Prime Minister Jacinda Ardern says someone knows how a four-year-old Hawke's Bay boy was brutally bashed, and has urged any silent family members who have information to come forward.
Ardern said cases like that of the Flaxmere boy, who remained in a stable condition in Starship Hospital, likely with brain damage, were "devastating".
"I know we are a country that wants all our children to live free from violence - but that is going to continue to take our ongoing effort and commitment," Ardern said.
"In the meantime, someone knows what happened to this child, and I urge them to come forward."
• Beaten 4-year-old: Oranga Tamariki says the agency had worked with the family previously
• Critically injured 4-year-old Flaxmere boy transferred to Starship Hospital
• Injured 4-year-old Flaxmere boy now in stable condition
• Karakia for severely injured boy: Community outrage over brutal beating of 4-year-old at home
The boy was taken to the Hawke's Bay Hospital after a family harm incident on the night of January 29, at a Ramsey Cres address in Flaxmere, Hastings.
On the day the boy was taken his step mum and father as well as extended family were all at home.
Detective Inspector Mike Foster said the boy sustained brutal injuries - possibly over a period of days and they were among the worst he had seen in his 30 years of policing.
Children's Minister Tracey Martin said it was a "terrible event and the real tragedy is for this young boy. I'm appalled at what someone has done to him".
"What's even more sad is he is not the only child in hospital because they've been beaten and a five year old is dead," Martin said, referring to other cases around NZ recently.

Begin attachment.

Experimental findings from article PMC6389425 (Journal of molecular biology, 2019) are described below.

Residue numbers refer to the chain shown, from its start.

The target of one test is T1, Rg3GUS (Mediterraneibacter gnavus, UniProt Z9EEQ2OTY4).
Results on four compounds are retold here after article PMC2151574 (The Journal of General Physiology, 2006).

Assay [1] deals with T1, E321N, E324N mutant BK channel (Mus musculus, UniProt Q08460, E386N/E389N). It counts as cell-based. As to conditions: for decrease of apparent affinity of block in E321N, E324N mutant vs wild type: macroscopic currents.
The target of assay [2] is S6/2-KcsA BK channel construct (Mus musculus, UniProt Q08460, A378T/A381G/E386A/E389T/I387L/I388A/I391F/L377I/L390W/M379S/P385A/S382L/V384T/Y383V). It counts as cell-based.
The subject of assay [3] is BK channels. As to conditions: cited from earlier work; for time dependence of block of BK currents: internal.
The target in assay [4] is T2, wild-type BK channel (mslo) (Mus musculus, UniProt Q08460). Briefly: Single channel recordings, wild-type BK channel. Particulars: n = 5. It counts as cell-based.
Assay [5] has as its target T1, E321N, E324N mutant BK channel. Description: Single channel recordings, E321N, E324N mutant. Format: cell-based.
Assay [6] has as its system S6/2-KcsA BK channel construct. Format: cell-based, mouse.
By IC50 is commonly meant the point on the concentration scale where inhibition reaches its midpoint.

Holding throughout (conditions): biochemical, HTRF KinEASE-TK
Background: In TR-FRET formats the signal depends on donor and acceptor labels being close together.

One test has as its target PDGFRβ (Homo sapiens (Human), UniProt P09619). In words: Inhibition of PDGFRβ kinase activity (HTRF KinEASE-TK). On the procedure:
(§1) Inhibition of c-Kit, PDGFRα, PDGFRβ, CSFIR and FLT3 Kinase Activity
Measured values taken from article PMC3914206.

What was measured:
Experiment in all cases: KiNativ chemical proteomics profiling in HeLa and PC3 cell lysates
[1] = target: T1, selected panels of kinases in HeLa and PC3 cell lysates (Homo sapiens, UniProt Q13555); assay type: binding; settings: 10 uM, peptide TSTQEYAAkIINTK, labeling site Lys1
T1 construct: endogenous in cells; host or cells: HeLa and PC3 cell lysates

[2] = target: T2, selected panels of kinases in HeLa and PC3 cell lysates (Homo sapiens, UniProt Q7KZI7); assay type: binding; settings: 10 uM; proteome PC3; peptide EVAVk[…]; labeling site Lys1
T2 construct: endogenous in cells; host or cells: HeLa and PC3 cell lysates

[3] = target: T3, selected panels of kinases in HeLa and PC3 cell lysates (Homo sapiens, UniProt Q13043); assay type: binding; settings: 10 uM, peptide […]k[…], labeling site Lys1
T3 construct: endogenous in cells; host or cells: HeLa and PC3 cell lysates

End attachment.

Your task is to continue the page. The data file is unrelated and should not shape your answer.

"This violence against our children is what we need to address as a country and what I'm trying to address as Minister.
"That's not simple. New Zealand has had horrible rates of violence in families for too long and every government wants to stop this."
She said the ministry was rebuilding the child care and protection system, which included Oranga Tamariki.
"A big focus of that is trying to do more at the front end to work with families and help them to reduce the risk of harm to their kids," Martin said.
"This is why we need partnerships and good relationships between Oranga Tamariki, other agencies and with the Maori and iwi providers who can reach and help families.
"The reality is that no single government agency is going to be able to keep our children safe. That requires everyone - families, neighbours, communities, professionals to care and to talk.
"I'm sure most people know this and it's why we're seeing the local outrage around this case."
Oranga Tamariki spokeswoman Alison McDonald told Hawke's Bay Today the boy's injuries were "extremely disturbing".
She also previously confirmed the family were previously known to Oranga Tamariki.
"We are continuing to work with the whānau to offer support and are working with other professionals in the Hawke's Bay," McDonald said.
"We can confirm that Oranga Tamariki has been working with this family previously, and the situation involves challenging circumstances."
Stuff reported that the boy had been hospitalised with broken bones in a suspected case of abuse before.
Because of the ongoing police investigation, they said they were unable to comment further on Friday.
Police have made no arrests to date.